Back within the day, travel was a luxurious pastime. Images of a chic socialite alongside carts of steamer trunks and luggage standing by a personal jet come to mind – a huge difference from travel today. Carry-on allowances are strict and travelers lately can expect to pay a premium for carting extra or oversized luggage aboard airplanes, trains and cruise ships. So just how does one overcome the battle of the travel bulge? It’s pretty simple. Here are some top tips.

1. Invest in good, carry-on luggage
The only time you ought to carry “big” check-in luggage is, well, rarely. Unless you’re happening a 3-month vacation where you’ll get to rotate clothing, a carry-on is sufficient for many people.

2. Pack enough clothing for one week
Seven days’ worth of clothing and shoes is sufficient for nearly any trip of seven days or longer. Why? you’ll wash your clothing within the hotel sink or attend an area laundromat. If you would like cleaning or don’t want to mess with laundry, send you dirties to the hotel laundry service. It’s cheaper at the end of the day and more convenient than carting around a 30-lb suitcase once you only need half that or less.

3. Bring simple garments made up of synthetic fibers
On the topic of clothing, think minimal and artificial. For men, two shirts, two pairs of pants, two pairs of shoes (one dress-casual, one pair of athletic-casual), a jacket, socks and three pairs of underwear. For women, two pairs of pants, an easy black dress which will be dressed “up” or “down,” two shirts, a jacket, socks and three pairs of underwear. Women’s shoes (two pairs) are a pair of dress-casual pumps or flats and a pair of athletic-casual. Sure, it doesn’t sound sort of a lot, but if you stick with the laundry rule, this is often all you would like. Synthetic materials are faster drying and wrinkle but those made with natural fibers like cotton, linen, silk, and hemp.

4. Don’t travel with toiletries
Buy them once you reach your destination. this protects a hassle at the airport, luggage weight, and therefore the danger of spills and burst liquid accidents which will damage the contents of your luggage.

5. Don’t pack medication
Never pack prescription and OTC medications in bags that you simply aren’t carrying on you. It’s pretty obvious why. Also key here is to hold prescription meds in their original containers with all of your information (and your doctor’s and pharmacy’s information, too) on them. Don’t think you’ll be saving time by putting your meds during a pill carrier and leaving the reception of the original. Security might alright confiscate any pills or substances they can’t identify. you’ll organize them during a pillbox once you’ve landed at your destination.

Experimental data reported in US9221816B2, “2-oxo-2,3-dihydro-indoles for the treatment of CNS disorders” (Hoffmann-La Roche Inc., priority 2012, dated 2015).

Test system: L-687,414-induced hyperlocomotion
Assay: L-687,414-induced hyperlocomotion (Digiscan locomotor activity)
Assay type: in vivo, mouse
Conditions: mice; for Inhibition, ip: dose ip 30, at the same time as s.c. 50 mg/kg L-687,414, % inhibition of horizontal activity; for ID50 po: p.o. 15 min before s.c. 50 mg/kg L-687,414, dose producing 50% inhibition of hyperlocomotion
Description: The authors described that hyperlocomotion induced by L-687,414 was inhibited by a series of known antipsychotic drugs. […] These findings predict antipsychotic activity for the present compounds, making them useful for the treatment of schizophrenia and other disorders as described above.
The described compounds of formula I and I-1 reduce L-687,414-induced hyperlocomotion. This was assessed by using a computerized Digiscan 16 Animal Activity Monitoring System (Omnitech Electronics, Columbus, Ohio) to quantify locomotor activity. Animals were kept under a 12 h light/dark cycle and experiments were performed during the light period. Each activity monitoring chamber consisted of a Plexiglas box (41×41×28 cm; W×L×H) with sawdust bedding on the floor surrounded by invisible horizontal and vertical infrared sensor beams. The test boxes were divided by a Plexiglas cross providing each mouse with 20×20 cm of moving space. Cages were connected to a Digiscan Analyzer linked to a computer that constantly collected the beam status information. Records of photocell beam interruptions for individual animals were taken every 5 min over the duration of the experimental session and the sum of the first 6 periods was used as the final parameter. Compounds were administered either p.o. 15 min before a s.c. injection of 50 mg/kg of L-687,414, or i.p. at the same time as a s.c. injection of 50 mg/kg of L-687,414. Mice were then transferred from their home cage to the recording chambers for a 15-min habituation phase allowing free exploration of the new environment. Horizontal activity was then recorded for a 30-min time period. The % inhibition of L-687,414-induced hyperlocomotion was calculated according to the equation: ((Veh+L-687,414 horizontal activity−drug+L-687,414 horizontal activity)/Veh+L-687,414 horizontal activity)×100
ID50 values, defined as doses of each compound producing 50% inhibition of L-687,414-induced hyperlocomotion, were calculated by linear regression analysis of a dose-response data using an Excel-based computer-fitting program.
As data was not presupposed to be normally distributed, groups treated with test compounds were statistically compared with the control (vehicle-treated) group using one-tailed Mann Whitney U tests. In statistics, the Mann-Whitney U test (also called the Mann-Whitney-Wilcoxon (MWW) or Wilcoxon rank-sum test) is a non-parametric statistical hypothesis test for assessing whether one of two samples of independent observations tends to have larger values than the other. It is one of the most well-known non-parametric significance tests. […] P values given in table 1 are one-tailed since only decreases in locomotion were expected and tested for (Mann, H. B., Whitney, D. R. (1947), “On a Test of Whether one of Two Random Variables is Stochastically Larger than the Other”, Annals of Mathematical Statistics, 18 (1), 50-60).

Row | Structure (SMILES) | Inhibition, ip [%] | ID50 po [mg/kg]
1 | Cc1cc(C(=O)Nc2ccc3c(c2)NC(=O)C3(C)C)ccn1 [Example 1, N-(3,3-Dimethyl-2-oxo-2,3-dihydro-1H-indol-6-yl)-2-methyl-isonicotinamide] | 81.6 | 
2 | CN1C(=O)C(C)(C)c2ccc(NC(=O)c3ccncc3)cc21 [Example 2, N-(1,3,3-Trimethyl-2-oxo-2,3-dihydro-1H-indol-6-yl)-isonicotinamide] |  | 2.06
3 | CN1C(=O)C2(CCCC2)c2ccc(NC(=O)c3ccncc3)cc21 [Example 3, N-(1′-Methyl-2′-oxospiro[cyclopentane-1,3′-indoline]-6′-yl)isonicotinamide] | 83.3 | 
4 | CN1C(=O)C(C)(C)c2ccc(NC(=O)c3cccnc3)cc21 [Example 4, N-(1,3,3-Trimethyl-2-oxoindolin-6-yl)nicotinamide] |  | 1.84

6. Optimize packing space
Don’t wad if you’ll fold. Don’t fold if you’ll fold and roll. Haphazardly throwing clothing into a suitcase takes up far more room than folded or folded and rolled garments. If you’ll get your hands on vacuum compression bags, all the better! These bags also can save your clothing from dirt or stains they could suffer if you’re carrying liquids or toiletries that spill or explode.

7. Safeguard your personal information
If you’re traveling internationally, keep copies of your passport on you or during a place that physically breaks away where you normally would carry them. Also, leave copies with whoever is reception. Why? just in case your purse/wallet is stolen, you’ll have passport copies on you. And if that backup is lost or stolen, it’s easy enough to possess your contact reception to send a picture to your smartphone.

Once you learn to travel “light,” you’ll probably never return to traditional luggage packing and carrying habits. Keep it simple, keep it light, and your back (and sanity) will thank you!

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